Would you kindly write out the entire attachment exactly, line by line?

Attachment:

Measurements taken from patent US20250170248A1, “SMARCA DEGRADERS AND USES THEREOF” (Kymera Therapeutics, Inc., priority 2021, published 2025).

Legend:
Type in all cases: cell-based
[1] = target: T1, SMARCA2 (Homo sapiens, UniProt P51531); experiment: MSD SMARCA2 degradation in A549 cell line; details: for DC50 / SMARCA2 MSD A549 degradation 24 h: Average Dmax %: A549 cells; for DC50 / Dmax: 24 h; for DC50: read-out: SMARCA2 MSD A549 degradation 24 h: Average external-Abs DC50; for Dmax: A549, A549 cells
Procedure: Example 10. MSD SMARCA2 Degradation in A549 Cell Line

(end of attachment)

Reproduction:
Measurements taken from patent US20250170248A1, “SMARCA DEGRADERS AND USES THEREOF” (Kymera Therapeutics, Inc., priority 2021, published 2025).

Legend:
Type in all cases: cell-based
[1] = target: T1, SMARCA2 (Homo sapiens, UniProt P51531); experiment: MSD SMARCA2 degradation in A549 cell line; details: for DC50 / SMARCA2 MSD A549 degradation 24 h: Average Dmax %: A549 cells; for DC50 / Dmax: 24 h; for DC50: read-out: SMARCA2 MSD A549 degradation 24 h: Average external-Abs DC50; for Dmax: A549, A549 cells
Procedure: Example 10. MSD SMARCA2 Degradation in A549 Cell Line